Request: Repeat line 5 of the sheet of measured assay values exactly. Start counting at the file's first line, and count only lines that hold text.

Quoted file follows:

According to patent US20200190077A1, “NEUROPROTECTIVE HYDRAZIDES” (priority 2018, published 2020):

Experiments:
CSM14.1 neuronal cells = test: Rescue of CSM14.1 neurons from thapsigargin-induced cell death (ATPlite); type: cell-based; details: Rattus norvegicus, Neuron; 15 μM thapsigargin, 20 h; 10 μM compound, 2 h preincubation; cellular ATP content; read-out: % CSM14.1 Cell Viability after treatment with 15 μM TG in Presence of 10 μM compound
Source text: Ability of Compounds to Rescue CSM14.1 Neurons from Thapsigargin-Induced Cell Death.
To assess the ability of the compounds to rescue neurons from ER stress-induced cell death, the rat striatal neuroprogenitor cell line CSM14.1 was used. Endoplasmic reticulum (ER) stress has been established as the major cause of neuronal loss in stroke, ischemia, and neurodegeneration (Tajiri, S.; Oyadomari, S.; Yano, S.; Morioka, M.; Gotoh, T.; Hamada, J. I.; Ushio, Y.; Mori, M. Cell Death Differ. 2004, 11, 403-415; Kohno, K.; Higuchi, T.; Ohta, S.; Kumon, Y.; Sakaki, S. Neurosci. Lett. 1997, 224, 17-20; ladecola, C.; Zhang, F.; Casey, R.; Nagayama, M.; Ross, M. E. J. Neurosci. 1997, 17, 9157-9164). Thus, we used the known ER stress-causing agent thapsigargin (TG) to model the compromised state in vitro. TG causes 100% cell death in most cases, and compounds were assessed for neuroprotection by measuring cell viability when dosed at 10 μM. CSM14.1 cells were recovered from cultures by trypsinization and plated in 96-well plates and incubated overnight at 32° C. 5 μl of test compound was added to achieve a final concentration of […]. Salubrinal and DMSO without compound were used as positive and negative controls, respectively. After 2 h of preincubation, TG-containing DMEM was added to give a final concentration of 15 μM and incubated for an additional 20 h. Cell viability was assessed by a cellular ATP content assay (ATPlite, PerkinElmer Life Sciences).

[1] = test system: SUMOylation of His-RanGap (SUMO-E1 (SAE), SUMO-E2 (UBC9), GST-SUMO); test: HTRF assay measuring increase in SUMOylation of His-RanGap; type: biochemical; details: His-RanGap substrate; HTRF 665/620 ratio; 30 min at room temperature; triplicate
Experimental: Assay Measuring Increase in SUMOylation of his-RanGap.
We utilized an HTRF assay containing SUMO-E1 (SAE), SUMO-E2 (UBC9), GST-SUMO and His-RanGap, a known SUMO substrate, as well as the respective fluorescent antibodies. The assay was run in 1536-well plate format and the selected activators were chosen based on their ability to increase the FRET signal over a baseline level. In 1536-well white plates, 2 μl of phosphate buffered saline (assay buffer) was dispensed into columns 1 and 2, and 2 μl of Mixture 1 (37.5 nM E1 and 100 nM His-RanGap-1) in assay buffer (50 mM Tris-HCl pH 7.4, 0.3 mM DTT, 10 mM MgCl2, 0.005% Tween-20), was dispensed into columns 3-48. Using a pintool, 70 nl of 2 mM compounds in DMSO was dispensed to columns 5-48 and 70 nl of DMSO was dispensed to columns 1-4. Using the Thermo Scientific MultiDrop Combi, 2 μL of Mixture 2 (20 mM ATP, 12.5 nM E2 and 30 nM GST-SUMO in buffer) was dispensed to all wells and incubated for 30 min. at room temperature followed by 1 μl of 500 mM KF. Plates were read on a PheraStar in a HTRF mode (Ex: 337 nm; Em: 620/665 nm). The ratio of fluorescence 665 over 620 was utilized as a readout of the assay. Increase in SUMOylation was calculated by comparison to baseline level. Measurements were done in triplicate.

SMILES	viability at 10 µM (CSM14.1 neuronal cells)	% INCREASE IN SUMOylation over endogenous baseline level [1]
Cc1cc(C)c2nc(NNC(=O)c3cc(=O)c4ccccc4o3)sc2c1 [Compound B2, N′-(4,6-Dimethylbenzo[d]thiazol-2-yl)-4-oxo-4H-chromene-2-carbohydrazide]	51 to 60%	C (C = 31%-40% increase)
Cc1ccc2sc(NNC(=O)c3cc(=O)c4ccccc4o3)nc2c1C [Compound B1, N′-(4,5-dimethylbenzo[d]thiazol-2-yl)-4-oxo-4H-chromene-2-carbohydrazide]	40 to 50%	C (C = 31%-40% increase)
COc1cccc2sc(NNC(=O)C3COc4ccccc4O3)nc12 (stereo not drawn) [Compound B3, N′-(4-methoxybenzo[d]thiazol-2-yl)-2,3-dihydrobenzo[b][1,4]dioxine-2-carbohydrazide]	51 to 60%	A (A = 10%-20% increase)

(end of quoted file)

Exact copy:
To assess the ability of the compounds to rescue neurons from ER stress-induced cell death, the rat striatal neuroprogenitor cell line CSM14.1 was used. Endoplasmic reticulum (ER) stress has been established as the major cause of neuronal loss in stroke, ischemia, and neurodegeneration (Tajiri, S.; Oyadomari, S.; Yano, S.; Morioka, M.; Gotoh, T.; Hamada, J. I.; Ushio, Y.; Mori, M. Cell Death Differ. 2004, 11, 403-415; Kohno, K.; Higuchi, T.; Ohta, S.; Kumon, Y.; Sakaki, S. Neurosci. Lett. 1997, 224, 17-20; ladecola, C.; Zhang, F.; Casey, R.; Nagayama, M.; Ross, M. E. J. Neurosci. 1997, 17, 9157-9164). Thus, we used the known ER stress-causing agent thapsigargin (TG) to model the compromised state in vitro. TG causes 100% cell death in most cases, and compounds were assessed for neuroprotection by measuring cell viability when dosed at 10 μM. CSM14.1 cells were recovered from cultures by trypsinization and plated in 96-well plates and incubated overnight at 32° C. 5 μl of test compound was added to achieve a final concentration of […]. Salubrinal and DMSO without compound were used as positive and negative controls, respectively. After 2 h of preincubation, TG-containing DMEM was added to give a final concentration of 15 μM and incubated for an additional 20 h. Cell viability was assessed by a cellular ATP content assay (ATPlite, PerkinElmer Life Sciences).